I was lucky enough to be invited to help teach my pal Janet Abrams’ new design program, Architecture + Design Summer Academy at the University of New Mexico in Albuquerque last week. I flew(!) in on Sunday, spent a week with Janet and the amazing UNM professor Francisco Uviña helping to shepherd high school students through an intro to design, and learned a lot from both the teachers and the students over the course of an action-packed week. Here’s what happened.
Day 1: drawing & fermenting
The students (now on their second week of the program) had made it clear that they wanted to spend more time in hands-on drawing than they did with zooms and lectures, so we started the day with a collaborative drawing exercise. Half of the students sat in a ring facing outwards, the remaining half sat in a ring facing inwards, and each of the pairs of students had a piece of paper in between them. Each student on the outer ring got 60 seconds to draw the student in front of them in the inner ring. After a minute, each student on the outer ring moved to the right, but (this is the crucial part) the piece of paper stayed with the student on the inner ring. Another minute, the outer ring moved to the right, and the paper stayed where it was. This repeated until everyone in the outer ring had drawn everyone in the inner ring.
The point of all this, aside from the fun of it, is twofold: everybody gets to participate in every part of the drawing process from beginning to end, and we all got to have conversations about the specifics of each drawing in a very direct way, since everyone drew a piece of every drawing. This is an exercise that was taught to me at Josh Draper’s 30th birthday party 20(!) years ago by the Kaos Pilots, and I’ve wanted to do something like it ever since. The collaboration skills developed in this exercise would prove useful in some of the larger scale collaborative drawings we’d do later on in the week.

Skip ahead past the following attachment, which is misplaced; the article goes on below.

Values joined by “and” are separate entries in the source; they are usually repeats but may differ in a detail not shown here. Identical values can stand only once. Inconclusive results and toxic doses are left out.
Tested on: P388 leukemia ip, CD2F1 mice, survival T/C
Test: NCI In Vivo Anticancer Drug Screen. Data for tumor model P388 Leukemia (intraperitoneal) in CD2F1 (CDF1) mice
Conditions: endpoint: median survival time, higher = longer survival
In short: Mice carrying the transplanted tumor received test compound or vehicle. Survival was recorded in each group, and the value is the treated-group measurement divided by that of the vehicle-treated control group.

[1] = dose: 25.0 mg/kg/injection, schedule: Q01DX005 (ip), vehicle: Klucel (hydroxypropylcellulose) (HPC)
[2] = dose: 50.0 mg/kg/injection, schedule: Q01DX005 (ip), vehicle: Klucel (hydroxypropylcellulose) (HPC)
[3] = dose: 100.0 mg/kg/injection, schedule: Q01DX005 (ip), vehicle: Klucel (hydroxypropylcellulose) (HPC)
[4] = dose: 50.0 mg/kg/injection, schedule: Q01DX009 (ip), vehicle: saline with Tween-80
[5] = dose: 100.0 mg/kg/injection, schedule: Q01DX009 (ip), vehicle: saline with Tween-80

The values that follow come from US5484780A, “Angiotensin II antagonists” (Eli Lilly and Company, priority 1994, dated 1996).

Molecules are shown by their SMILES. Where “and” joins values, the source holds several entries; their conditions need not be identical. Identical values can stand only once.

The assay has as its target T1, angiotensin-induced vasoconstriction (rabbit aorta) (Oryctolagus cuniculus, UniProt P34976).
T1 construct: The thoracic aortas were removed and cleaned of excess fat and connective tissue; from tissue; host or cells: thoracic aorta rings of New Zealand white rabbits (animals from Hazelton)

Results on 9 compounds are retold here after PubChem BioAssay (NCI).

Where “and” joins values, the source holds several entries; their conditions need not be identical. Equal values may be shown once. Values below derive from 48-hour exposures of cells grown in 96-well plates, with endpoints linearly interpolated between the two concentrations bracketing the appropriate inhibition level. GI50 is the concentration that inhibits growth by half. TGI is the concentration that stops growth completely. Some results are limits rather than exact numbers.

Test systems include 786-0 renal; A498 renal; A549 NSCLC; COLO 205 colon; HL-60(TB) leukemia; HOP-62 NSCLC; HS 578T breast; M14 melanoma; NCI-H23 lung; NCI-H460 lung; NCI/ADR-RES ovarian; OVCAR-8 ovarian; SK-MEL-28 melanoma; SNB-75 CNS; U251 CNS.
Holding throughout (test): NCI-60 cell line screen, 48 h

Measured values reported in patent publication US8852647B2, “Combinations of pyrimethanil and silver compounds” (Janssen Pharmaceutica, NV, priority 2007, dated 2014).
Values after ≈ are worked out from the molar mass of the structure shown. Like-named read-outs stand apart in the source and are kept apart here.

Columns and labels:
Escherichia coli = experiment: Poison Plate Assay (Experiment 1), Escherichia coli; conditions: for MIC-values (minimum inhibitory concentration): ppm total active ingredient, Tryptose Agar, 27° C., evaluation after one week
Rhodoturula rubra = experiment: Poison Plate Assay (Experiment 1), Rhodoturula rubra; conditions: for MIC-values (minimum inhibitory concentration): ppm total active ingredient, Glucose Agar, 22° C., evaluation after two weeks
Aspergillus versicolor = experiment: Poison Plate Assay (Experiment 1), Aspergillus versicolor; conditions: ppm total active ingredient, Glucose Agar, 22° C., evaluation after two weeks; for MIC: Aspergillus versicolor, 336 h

In the afternoon we pivoted to a different kind of design exercise: fermenting fruit! I’ve been using pandemic-induced isolation to explore the new flavors & textures of fermentation, initially inspired by the Noma Guide to Fermentation (a gift from my wife) and branching out into salt-preserved lemons, all different kinds of kombucha (hibiscus, mango, rose petals, and beet are a few of the labels on the jars bubbling on my fermentation shelf), all different kinds of kvass and ginger bugs, and on and on. There’s a whole world in there; it’s not for nothing that the same word, culture, is used to describe the entirety of the human project as well as the substance that kicks off fermentation. My co-instructor Francisco is an expert in historic preservation — in this context, known as ZERVING — and talked a lot about that during the week; this was a way to bring a different kind preservation into the conversation.